Last week, Walter Russell Mead had an op-ed in The Wall Street Journal arguing that traditional infrastructure spending will no longer provide the services people want and that the pro-growth focus should be on telecommunications "infostructure." There's some truth to the fact that people will be able to do more online -- telecommuting and shopping to name just a couple. While I still believe unsexy transportation, water, and wastewater infrastructure are more important to future growth than Mead gives them credit, he does highlight some serious policy problems with our current infrastructure programs. But he misses a big one.
Today, the Journal runs my letter response explaining the underlying problem Mead omitted from his discussion:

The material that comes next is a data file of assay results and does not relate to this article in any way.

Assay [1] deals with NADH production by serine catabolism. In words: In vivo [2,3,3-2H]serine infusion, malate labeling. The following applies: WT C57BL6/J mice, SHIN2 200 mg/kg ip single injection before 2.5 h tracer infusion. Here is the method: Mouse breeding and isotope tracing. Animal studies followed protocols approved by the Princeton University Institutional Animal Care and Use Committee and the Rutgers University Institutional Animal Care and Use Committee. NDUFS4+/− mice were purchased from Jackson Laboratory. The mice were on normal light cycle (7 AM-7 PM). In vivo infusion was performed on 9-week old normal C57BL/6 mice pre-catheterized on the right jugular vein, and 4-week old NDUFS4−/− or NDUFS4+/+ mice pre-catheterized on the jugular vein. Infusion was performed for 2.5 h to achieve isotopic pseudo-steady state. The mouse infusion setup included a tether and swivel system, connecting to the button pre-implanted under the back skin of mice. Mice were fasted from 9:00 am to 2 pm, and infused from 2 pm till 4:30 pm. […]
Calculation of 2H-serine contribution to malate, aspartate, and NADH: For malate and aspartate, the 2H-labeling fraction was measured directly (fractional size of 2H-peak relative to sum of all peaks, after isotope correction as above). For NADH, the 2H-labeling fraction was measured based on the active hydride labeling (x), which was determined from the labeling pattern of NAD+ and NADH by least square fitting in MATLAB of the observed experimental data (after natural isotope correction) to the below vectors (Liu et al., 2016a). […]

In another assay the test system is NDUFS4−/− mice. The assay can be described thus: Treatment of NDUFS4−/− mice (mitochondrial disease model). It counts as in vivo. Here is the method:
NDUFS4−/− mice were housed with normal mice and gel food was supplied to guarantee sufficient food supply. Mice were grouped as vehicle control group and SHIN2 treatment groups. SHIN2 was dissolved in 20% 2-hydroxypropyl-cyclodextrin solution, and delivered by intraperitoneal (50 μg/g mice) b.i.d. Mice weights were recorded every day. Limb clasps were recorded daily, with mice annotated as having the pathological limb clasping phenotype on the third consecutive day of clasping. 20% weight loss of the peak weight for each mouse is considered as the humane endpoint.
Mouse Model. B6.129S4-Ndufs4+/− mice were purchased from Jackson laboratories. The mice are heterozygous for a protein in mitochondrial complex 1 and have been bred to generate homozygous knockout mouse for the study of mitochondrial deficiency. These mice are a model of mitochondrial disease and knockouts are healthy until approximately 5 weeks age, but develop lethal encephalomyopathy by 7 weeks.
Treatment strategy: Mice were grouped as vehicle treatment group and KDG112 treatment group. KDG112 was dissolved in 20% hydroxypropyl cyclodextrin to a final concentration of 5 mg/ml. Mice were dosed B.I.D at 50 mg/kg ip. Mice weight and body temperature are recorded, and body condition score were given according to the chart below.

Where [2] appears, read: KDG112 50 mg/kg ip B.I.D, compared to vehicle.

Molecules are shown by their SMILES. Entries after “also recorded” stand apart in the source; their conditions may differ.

Mr. Mead correctly identifies three major problems facing infrastructure funding: nimbyism, cronyism and an outdated vision of what infrastructure ought to be. However, there is a greater underlying problem: the concentration of infrastructure spending decisions in Washington. For example, the national highway system's major corridors are funded 80% by the federal government and only 20% by the states.
The stated purpose of federal funding of transportation infrastructure is to promote interstate mobility. But this funding arrangement reduces local accountability, leading to pork-barrel infrastructure investments of dubious value at the expense of maintaining or reconstructing existing infrastructure. These misallocations reduce the long-run efficiency of the network, costing more than just government largess.
If all infrastructure investment decision-making were to be devolved to the states, investment in wasteful projects would still occur but not with the same high frequency as under the federal status quo. Removing Washington from the equation is the only way for Mr. Mead's 21st-century vision to be realized.
Competitive Enterprise Institute